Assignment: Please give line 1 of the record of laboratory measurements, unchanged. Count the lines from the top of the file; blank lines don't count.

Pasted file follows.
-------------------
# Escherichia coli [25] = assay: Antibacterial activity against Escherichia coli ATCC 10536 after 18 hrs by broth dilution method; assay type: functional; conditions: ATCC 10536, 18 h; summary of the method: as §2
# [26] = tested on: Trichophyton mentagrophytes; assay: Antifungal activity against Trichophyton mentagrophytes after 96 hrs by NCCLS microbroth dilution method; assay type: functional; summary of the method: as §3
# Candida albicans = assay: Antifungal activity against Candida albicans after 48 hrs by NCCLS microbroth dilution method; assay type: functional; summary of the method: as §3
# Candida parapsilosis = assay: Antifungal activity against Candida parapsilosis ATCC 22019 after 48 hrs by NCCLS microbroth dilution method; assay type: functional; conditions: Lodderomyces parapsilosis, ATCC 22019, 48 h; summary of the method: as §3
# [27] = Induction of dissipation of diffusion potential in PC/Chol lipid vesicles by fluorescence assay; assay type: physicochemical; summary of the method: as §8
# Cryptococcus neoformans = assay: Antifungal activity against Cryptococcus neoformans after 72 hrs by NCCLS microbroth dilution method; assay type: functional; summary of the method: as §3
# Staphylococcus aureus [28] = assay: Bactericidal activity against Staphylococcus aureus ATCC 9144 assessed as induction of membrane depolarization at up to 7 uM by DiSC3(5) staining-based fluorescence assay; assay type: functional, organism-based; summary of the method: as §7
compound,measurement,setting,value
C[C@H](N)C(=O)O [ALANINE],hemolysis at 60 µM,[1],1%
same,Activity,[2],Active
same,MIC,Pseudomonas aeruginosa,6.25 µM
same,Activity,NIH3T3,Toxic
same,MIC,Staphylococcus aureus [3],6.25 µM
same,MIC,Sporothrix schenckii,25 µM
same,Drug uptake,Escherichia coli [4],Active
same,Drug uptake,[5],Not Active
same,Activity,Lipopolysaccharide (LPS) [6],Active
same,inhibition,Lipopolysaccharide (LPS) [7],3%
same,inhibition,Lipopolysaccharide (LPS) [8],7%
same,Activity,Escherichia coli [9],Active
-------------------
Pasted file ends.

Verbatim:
# Escherichia coli [25] = assay: Antibacterial activity against Escherichia coli ATCC 10536 after 18 hrs by broth dilution method; assay type: functional; conditions: ATCC 10536, 18 h; summary of the method: as §2